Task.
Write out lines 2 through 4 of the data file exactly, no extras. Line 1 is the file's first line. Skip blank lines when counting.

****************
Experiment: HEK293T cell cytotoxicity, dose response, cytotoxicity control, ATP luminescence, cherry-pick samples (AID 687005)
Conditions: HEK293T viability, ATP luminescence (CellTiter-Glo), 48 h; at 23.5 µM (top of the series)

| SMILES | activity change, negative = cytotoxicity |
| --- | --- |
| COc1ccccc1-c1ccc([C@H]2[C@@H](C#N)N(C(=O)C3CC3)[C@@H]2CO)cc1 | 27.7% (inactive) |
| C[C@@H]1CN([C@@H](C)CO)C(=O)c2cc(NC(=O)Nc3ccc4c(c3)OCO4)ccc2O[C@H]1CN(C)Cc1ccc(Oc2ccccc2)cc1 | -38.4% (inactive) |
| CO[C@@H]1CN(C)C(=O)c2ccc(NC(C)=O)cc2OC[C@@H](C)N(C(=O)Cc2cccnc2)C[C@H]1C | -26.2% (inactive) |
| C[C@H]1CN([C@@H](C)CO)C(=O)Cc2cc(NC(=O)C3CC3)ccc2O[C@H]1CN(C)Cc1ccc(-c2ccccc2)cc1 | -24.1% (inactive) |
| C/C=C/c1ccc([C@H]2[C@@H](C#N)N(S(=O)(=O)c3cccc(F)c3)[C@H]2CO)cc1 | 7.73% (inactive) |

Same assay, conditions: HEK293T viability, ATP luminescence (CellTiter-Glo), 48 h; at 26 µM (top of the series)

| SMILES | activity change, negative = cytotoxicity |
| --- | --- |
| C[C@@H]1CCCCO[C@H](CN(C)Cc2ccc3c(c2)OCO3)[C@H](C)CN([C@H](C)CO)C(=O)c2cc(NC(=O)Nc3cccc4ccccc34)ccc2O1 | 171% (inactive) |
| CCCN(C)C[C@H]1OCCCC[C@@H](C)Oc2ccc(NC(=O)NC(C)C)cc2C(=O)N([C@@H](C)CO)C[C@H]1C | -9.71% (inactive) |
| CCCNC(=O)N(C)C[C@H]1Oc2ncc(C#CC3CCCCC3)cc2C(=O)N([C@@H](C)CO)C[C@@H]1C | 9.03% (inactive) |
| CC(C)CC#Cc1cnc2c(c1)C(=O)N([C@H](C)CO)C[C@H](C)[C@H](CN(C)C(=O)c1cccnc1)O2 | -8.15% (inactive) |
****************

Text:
Conditions: HEK293T viability, ATP luminescence (CellTiter-Glo), 48 h; at 23.5 µM (top of the series)

| SMILES | activity change, negative = cytotoxicity |
| --- | --- |